A daughter of Minos and Pasiphaë or Creta.1 When Theseus was sent by his father to convey the tribute of the Athenians to the Minotaur, Ariadne fell in love with him, and gave him the string by means of which he found his way out of the Labyrinth, and which she herself had received from Hephaestus. Theseus in return promised to marry her,2 and she accordingly left Crete with him; but when they arrived in the island of Dia (Naxos), she was killed there by Artemis.3
The words added in the Odyssey, Διονύσου μαρτυρίῃσιν (Dionysou martyriēsin), are difficult to understand, unless we interpret them with Pherecydes by "on the denunciation of Dionysus," because he was indignant at the profanation of his grotto by the love of Theseus and Ariadne. In this case Ariadne was probably killed by Artemis at the moment she gave birth to her twin children, for she is said to have had two sons by Theseus, Oenopion and Staphylus. The more common tradition, however, was, that Theseus left Ariadne in Naxos alive; but here the statements again differ, for some relate that he was forced by Dionysus to leave her,4 and that in his grief he forgot to take down the black sail, which occasioned the death of his father.
According to others, Theseus faithlessly forsook her in the island, and different motives are given for this act of faithlessness.5 According to this tradition, Ariadne put an end to her own life in despair, or was saved by Dionysus, who in amazement at her beauty made her his wife, raised her among the immortals, and placed the crown which he gave her at his marriage with her, among the stars.6 The Scholiast on Apollonius Rhodius7 makes Ariadne become by Dionysus the mother of Oenopion, Thoas, Staphylus, Latromis, Euanthes, and Tauropolus.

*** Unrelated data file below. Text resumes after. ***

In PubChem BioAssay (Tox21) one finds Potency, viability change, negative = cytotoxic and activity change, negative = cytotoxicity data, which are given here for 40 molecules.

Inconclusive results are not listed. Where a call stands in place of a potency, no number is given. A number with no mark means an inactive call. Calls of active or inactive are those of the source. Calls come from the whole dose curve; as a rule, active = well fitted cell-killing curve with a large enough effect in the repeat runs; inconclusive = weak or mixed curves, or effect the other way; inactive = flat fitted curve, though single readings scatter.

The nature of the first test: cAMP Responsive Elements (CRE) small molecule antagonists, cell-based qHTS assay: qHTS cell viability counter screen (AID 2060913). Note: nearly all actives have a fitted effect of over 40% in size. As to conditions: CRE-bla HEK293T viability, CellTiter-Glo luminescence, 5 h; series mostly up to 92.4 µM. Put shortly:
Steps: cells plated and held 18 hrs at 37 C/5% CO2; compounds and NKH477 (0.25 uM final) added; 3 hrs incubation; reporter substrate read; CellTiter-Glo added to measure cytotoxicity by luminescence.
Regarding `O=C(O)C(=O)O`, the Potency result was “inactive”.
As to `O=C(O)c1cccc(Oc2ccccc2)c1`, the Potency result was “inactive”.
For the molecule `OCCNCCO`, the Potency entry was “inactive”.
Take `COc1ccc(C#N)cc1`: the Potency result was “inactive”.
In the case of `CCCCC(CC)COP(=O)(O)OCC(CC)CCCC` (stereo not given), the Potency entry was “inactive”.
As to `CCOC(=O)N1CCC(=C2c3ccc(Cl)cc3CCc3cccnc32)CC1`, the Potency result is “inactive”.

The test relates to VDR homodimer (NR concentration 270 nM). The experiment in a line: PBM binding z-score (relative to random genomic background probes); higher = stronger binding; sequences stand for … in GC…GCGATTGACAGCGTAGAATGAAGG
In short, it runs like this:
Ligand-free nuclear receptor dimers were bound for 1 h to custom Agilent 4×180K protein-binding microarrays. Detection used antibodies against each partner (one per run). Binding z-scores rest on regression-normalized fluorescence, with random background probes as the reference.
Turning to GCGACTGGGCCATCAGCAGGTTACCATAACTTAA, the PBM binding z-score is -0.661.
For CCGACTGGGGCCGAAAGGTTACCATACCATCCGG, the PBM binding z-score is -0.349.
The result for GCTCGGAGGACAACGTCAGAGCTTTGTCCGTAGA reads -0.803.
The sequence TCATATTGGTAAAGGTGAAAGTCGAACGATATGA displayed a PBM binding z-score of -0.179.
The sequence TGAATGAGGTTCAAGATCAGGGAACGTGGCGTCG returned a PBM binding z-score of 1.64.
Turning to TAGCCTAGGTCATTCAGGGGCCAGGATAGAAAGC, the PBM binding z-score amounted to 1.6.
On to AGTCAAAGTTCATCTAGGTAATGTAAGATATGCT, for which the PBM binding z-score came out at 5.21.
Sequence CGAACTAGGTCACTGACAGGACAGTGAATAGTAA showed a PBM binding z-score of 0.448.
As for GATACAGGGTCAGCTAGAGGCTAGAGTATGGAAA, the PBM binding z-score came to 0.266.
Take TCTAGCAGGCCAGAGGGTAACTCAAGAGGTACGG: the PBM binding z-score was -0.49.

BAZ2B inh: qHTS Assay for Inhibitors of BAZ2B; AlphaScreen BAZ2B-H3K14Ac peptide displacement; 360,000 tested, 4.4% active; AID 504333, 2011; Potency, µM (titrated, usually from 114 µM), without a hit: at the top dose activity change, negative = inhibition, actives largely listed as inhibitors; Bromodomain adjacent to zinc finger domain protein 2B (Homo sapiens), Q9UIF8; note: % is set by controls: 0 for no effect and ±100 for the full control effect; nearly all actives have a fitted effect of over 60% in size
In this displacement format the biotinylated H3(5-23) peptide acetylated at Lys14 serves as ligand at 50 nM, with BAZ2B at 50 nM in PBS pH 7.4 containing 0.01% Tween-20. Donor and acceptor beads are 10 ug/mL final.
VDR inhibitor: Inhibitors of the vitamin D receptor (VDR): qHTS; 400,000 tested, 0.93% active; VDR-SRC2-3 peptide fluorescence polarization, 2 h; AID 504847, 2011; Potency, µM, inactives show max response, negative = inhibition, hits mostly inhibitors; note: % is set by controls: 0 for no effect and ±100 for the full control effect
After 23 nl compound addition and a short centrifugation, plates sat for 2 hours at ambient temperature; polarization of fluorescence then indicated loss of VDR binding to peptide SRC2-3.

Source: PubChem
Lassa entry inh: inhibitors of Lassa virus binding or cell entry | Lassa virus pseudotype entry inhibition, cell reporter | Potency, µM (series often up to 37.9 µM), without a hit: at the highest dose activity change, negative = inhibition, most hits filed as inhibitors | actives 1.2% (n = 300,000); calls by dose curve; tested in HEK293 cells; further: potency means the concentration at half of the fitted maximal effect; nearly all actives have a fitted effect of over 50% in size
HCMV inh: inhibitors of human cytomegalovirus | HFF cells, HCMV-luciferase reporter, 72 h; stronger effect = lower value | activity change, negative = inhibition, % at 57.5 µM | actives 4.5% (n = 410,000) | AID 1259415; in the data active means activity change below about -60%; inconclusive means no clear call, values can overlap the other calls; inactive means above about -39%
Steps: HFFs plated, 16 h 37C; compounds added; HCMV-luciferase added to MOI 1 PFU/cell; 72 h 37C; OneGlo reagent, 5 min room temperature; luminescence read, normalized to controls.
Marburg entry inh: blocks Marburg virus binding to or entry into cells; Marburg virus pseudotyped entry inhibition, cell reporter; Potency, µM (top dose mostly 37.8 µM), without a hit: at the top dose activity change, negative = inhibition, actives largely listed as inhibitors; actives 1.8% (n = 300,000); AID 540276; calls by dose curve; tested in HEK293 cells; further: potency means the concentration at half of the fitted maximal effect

There are several circumstances in the story of Ariadne which offered the happiest subjects for works of art, and some of the finest ancient works, on gems as well as paintings, are still extant, of which Ariadne is the subject.
Richard Strauss composed a musical drama called Ariadne auf Naxos.
The famous François vase (ca. 570 BCE) at Florance depicts how Theseus abandons Ariadne at Naxos. The same scene is depicted on a mural at the Casa del Poeta Tragico at Pompeii. The Villa dei Misteri, also at Pompeii, shows Ariadne with Dionysus on the frieze in the "sala dell' grande affresco." The "sleeping Ariadne" is a famous sculpture from the first century BCE, housed in the Vatican since the sixteenth century. The German sculptor Dannecher created a sculpture of Ariadne riding a panther (the panther is the animal sacred to Dionysus).
- Pseudo-Apollodorus. The Library iii, 1.2.
- Plutarch. Theseus, 19; Hyginus. Fabulae, 42; Didymos on Homer's Odyssey xii, 320.
- Homer. Odyssey xii, 324.
- Diodorus Siculus, iv, 61; v, 51; Pausanias. Description of Greece i, 20.2; ix, 40.2; x, 29.2.
- Plutarch. Theseus, 20; Ovid. Metamorphoses viii, 175; Heroides, 10; Hyginus. Fabulae, 43.
- Hesiod. Theogony, 949; Ovid, l.c.; Hyginus. Poetical Astronomy ii, 5.
- iii, 996.
- Aken, Dr. A.R.A. van. (1961). Elseviers Mythologische Encyclopedie. Amsterdam: Elsevier.
- Smith, William. (1870). Dictionary of Greek and Roman Biography and Mythology. London: Taylor, Walton, and Maberly.
This article incorporates text from Dictionary of Greek and Roman Biography and Mythology (1870) by William Smith, which is in the public domain.